Here are the necessary steps a business may take when considering lease finance:

  • Ensure that your business is formal – with good financial history, clean tax, a good management team, and good internal operating systems.
  • Prepare a business plan for the type of business for which you will require leasing finance. Outline the necessary requirements for the machine, its capacity, and how you will ensure you will use it to its full capacity. You will need to justify the customers for the products you will produce using the machinery or equipment. The business plan will project the monthly repayments as well as the life of the asset.
  • Search for a leasing company – There are several leasing companies operating in Tanzania. Conduct an online search or by contacting a business association such as the Tanzania Private Sector Foundation. Compare rates and terms from different leasing companies to find the one that best meets your business needs. Make application.
  • Based on the business plan, negotiate terms and conditions including the duration of the lease, maintenance, payment terms, and any additional fee associated with the leasing.
  • Sign the lease agreement. The agreement will outline the terms and conditions of the lease, including the rights and obligations of both parties, lease term, monthly repayments, maintenance, insurance, penalties on later repayment, and the option to repurchase the asset at the end of the lease term. The leasing company may require an upfront deposit of say 20 per cent of the equipment. An upfront deposit may act as collateral or a commitment that the business will honor the asset when it is due for delivery. Some assets may take a long to deliver due to the importation or production process of the equipment manufacturer. Another important item in the lease agreement is the termination clause. The lease agreement outline condition to which the lessee or lessor can terminate the lease, before the expiry of the lease term.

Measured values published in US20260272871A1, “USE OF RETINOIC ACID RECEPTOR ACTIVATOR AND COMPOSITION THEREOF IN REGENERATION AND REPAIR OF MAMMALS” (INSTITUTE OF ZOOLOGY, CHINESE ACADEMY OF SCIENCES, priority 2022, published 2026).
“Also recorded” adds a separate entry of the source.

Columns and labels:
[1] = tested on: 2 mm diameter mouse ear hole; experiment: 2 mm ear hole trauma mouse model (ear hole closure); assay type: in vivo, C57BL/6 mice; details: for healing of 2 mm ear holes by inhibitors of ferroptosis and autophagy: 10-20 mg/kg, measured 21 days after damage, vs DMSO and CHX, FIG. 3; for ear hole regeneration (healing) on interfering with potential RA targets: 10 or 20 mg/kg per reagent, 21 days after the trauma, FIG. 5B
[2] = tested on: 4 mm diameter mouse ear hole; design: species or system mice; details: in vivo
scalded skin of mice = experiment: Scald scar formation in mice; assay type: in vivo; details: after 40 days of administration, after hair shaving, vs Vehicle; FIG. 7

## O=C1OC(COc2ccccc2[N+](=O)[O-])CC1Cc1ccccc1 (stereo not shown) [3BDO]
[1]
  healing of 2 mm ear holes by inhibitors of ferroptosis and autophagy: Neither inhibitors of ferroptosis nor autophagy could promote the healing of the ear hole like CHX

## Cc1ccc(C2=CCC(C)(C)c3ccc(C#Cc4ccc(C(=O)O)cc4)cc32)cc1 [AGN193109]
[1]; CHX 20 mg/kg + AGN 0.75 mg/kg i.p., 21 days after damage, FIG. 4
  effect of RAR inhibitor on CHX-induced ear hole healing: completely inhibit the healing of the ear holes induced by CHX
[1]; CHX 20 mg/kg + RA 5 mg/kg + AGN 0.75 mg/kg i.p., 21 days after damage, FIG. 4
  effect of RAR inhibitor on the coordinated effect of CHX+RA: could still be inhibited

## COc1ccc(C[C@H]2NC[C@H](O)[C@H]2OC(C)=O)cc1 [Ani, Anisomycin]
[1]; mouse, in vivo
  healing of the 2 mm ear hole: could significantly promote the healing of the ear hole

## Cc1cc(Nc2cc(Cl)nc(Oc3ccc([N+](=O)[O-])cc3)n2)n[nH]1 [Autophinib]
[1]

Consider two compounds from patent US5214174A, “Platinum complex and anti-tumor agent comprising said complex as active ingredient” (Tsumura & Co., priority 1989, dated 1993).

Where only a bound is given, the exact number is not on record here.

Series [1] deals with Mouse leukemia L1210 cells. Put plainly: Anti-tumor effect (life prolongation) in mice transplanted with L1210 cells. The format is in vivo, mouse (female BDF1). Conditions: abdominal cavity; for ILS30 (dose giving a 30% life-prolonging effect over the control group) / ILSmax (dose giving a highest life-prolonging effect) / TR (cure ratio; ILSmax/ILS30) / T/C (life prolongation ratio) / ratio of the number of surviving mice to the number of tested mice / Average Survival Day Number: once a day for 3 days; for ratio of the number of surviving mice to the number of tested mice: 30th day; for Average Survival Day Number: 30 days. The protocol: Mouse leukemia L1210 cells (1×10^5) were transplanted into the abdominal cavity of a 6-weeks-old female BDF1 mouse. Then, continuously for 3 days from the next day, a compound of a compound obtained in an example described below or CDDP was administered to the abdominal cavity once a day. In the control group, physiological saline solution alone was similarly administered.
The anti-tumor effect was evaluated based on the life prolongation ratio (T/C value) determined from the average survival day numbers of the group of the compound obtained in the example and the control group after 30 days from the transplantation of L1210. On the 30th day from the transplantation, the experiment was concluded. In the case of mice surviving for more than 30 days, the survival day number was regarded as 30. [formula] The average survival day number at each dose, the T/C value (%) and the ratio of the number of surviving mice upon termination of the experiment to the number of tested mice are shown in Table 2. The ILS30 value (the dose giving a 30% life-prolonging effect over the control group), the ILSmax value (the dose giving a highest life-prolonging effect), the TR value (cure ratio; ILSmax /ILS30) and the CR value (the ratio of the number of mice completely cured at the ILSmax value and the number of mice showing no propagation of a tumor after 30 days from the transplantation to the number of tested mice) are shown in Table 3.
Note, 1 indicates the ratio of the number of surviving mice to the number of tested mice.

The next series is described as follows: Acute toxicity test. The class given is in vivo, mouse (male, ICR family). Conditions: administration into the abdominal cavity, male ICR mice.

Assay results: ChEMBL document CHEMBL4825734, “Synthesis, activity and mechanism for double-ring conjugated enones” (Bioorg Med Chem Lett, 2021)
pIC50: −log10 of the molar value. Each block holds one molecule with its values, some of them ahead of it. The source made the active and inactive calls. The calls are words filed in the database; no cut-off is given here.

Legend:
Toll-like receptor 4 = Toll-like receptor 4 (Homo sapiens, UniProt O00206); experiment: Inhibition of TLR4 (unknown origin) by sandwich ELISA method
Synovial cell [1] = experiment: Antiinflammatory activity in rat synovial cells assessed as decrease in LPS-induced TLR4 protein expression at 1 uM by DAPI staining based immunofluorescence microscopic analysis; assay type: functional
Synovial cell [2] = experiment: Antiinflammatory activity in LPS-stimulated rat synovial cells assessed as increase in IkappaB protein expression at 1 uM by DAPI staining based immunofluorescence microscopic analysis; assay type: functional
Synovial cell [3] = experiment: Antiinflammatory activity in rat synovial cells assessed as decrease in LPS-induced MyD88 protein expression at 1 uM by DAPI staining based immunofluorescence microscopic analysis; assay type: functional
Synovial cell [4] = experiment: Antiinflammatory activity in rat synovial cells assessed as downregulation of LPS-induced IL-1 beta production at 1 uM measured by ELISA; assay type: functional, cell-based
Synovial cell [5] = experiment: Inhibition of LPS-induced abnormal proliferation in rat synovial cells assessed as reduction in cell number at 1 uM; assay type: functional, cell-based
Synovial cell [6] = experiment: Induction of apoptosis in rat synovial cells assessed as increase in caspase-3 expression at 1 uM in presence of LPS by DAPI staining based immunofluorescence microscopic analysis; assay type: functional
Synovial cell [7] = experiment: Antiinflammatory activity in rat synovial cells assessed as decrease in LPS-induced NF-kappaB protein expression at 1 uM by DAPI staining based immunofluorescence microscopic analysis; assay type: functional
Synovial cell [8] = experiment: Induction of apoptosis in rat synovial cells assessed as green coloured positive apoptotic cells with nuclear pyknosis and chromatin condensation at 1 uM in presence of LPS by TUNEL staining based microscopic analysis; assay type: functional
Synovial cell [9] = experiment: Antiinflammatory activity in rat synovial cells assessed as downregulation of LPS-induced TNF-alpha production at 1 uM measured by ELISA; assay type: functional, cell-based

• Delivery and use of the equipment: Once the lease agreement is signed, the leasing company will deliver the equipment. The leasing company may let the lessee choose a vendor for the equipment.  The equipment will be used based on the terms and conditions during the lease period.
  • End of lease options: At the end of the lease term, as a lessee, you have the option to renew the lease, purchase the equipment, or return it to the leasing company.

Leasing an asset can be a good option for businesses that need to conserve cash, have short-term equipment needs, or can benefit from tax deductions. If the equipment has a short lifetime and is subject to changes in technology and upgrade, leasing also can be quite a good option. However, businesses should also consider factors such as ownership and total cost of ownership before deciding whether to lease or buy an asset.

Author: Dr Tobias Swai is a Senior Lecturer and Head of the Department of Finance at the University of Dar es Salaam, Business School. Email: tobias@udsm.ac.tz Telephone: +255 75 4300 495.